Why the IFF is Unlikely to Help Poor Countries with Debt Relief

By Myriam Vander Stichele | Guest Blog | April 15, 2021

UN Secretary-General António Guterres and world leaders sounded the alarm on debt payments recently at a high-level meeting on debt and liquidity. There are too many high debt payments diverting money needed by poorer countries to tackle the pandemic and its economic downturn, climate change, and the UN sustainable development goals (SDGs). In April 2020, the G20 offered ways and conditions to the poorest countries for suspending servicing their debt during the pandemic by launching the Debt Servicing Suspension Initiative or DSSI. Since many poor countries’ debts are increasingly owed to private creditors, the G20 had “call[ed] on private creditors, working through the Institute of International Finance (IIF), to participate in the [DSSI] on comparable terms” to those of the public creditors and on a voluntary basis. The G20 then worked closely with the Institute of International Finance.

However, when meeting on October 14, 2020, the G20 Finance Ministers and Central Bank Governors stated that they were “disappointed by the absence of progress of private creditors’ participation in the DSSI”. Indeed, a significant portion of the money that was freed up, granted or lent, went to servicing debt to private creditors such as banks and bondholders. For instance, IMF Covid-19 loans in 2020 to the poorest countries amounted to US$42.9 billion, but 47.3% was used to pay private creditors. In other words, the private creditors through the IIF had not delivered, and payment to private creditors continues.

At their meeting of April 7, 2021, the G20 Finance Ministers and Central Bank Governors agreed on a final extension of the DSSI by six months through the end-December 2021.

What is the Institute of International Finance, and why was it given a privileged role in the G20 debt initiative? At SOMO, we have started to research the IIF’s role and influence. The IIF is the largest global industry association and lobby club of the private financial industry. Its members cover all private debt market activities, such as the banks providing loans (including Chinese banks), investment banks underwriting bonds, credit rating agencies rating loans and bonds, and institutional investors and fund managers who are buying the bonds. Still, many private creditors of developing countries are not members of the IIF, as illustrated with research into a bond of the heavily indebted South Africa (graph 1).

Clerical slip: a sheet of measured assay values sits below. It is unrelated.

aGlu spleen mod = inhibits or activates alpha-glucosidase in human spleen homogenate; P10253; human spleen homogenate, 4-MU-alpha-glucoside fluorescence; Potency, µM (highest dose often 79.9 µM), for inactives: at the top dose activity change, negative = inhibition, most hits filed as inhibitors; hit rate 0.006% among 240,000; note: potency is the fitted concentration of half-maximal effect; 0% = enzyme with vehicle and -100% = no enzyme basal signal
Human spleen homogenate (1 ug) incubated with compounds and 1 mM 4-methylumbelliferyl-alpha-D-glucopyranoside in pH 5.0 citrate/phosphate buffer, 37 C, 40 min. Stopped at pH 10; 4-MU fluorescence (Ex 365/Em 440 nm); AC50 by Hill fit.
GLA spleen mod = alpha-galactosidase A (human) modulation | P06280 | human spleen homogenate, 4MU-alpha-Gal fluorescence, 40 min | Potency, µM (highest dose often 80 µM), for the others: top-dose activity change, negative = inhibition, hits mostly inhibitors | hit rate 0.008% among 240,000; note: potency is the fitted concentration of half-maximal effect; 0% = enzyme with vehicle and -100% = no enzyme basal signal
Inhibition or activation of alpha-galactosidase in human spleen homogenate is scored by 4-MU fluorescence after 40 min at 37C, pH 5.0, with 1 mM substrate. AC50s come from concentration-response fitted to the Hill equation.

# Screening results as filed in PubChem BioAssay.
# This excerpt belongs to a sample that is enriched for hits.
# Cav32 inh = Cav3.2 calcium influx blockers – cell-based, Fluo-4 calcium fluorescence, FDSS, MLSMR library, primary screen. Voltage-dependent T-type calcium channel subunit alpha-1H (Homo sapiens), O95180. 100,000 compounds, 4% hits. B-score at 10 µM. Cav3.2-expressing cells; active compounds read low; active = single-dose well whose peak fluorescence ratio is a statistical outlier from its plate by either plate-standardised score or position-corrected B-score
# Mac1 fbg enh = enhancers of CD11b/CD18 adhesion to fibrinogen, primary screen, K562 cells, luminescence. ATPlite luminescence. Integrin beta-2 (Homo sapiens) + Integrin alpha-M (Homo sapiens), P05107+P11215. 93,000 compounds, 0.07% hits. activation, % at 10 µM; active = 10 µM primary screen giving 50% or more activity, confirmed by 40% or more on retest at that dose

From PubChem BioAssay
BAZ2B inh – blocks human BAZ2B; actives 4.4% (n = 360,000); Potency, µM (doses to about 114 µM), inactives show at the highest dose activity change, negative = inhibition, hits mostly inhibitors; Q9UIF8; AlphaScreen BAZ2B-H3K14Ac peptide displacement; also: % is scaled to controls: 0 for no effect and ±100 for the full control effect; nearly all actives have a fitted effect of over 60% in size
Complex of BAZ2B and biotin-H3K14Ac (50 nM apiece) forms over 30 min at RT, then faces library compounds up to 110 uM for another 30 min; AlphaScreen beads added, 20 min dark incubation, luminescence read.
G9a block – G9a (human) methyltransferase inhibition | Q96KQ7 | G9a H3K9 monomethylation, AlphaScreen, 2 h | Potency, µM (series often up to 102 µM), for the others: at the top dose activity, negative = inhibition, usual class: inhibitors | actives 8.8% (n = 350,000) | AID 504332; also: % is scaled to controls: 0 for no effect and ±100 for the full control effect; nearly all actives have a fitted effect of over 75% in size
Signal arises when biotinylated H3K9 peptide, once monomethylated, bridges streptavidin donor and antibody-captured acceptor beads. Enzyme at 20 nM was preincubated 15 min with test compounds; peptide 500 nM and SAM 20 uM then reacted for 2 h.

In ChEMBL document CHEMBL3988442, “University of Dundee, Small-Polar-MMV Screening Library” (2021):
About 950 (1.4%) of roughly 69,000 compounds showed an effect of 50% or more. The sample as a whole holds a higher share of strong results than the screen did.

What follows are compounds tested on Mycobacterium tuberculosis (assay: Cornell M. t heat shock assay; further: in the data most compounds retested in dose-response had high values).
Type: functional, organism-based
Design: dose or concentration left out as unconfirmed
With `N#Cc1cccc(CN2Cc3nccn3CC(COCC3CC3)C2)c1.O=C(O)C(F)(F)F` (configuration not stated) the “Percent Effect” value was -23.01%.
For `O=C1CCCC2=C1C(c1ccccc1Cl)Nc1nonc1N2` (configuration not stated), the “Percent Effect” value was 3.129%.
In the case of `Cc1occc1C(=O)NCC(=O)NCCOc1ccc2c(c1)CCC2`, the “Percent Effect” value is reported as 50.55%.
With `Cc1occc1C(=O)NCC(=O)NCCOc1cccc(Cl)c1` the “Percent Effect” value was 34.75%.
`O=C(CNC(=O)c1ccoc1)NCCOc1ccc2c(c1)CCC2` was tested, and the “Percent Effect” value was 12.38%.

Graph 1: Holders of the South Africa bond that expires in 2024

Non-IIF members holding more than 1% of the bond: Fuh Hwa Securities Investment Trust Co Ltd (47.5%), Schroder Investment Management (Taiwan) Limited (1.7%) and Prescient Investment Management Pty Ltd (1.0%); Affiliates of IIF members holding more than 1% of the bond: BlackRock subsidiaries (3%), TIAA Global Asset Management (2.1%), RBC Global Asset Management Inc (1.7%), Metropolitan Life Insurance Co (US) (1.4%). Source: Refinitiv (downloaded March 26, 2021) and SOMO research.

The IIF was called upon by the G20 because, for decades, it has sponsored various voluntary and market-friendly instruments to deal with developing country debt. Through the “Principles for stable capital flow and fair debt restructuring”, the IIF promoted transparency, cooperation, good faith, and fair treatment between borrowing governments and private creditors. Although the IIF runs the secretariat of the Principles’ Group of Trustees and Consultative Group, its members have no obligation to apply the Principles. The IIF’s comparative advantage comes from its membership and the many databases and briefings on debt. That information is mostly not accessible to the public and governments, which is at odds with the IIF’s Voluntary Principles for Debt Transparency.

The IIF and its member committees specialized in public debt have been actively discussing the DSSI with the G20, the Paris Club, public creditors, non-IIF members, and debtor countries. The IIF responded in May 2020 by designing its own “IIF Terms of Reference of Voluntary Private Sector Participation in the G20/Paris Club DSSI”. In July, the IIF issued a “Template Waiver Letter Agreement” to avoid lower credit ratings stopping countries’ participation in the DSSI. Nevertheless, these new IIF instruments seem not to have affected debt negotiations at the national level, such as during Zambia’s crisis after it defaulted on its debt. An analysis of the Zambian bond that expires in 2022 reveals that some known bondholders were IIF members who could have promoted and used the IIF instruments.

Graph 2: Holders of a Zambia bond that expires in 2022

Affiliates of IIF members holding 1% or more of the bond, as known on March 26, 2021: Amundi subsidiaries (5.5%), UBS Asset Management (2%), PIMCO (1.3%), INVESCO Asset Management Limited (1.2%), JPMorgan Asset Management UK Limited (1%), Finisterre Capital LLP (1%). Source: Refinitiv (downloaded March 26, 2021) and SOMO research.

The experience of the past year has exposed several problems that need to be addressed immediately. First, the IIF interpreted its role to the G20 as “the principal point of contact, knowledge partner and clearinghouse to generate private sector feedback and support.” That role is questionable, given that many of its members had no interest in reducing debt payments at the debtor country level. Besides, many bondholders are not members of the IIF.

Second, the voluntary G20 approach towards the private creditors and the IIF voluntary instruments did not result in much-needed debt relief. All official proposals like those at the UN’s high level have failed to solve private creditors’ problems to avoid a major global debt crisis.

Myriam Vander Stichele is a senior researcher with the Centre for Research on Multinational Corporations (SOMO), Amsterdam.

Image courtesy of IIF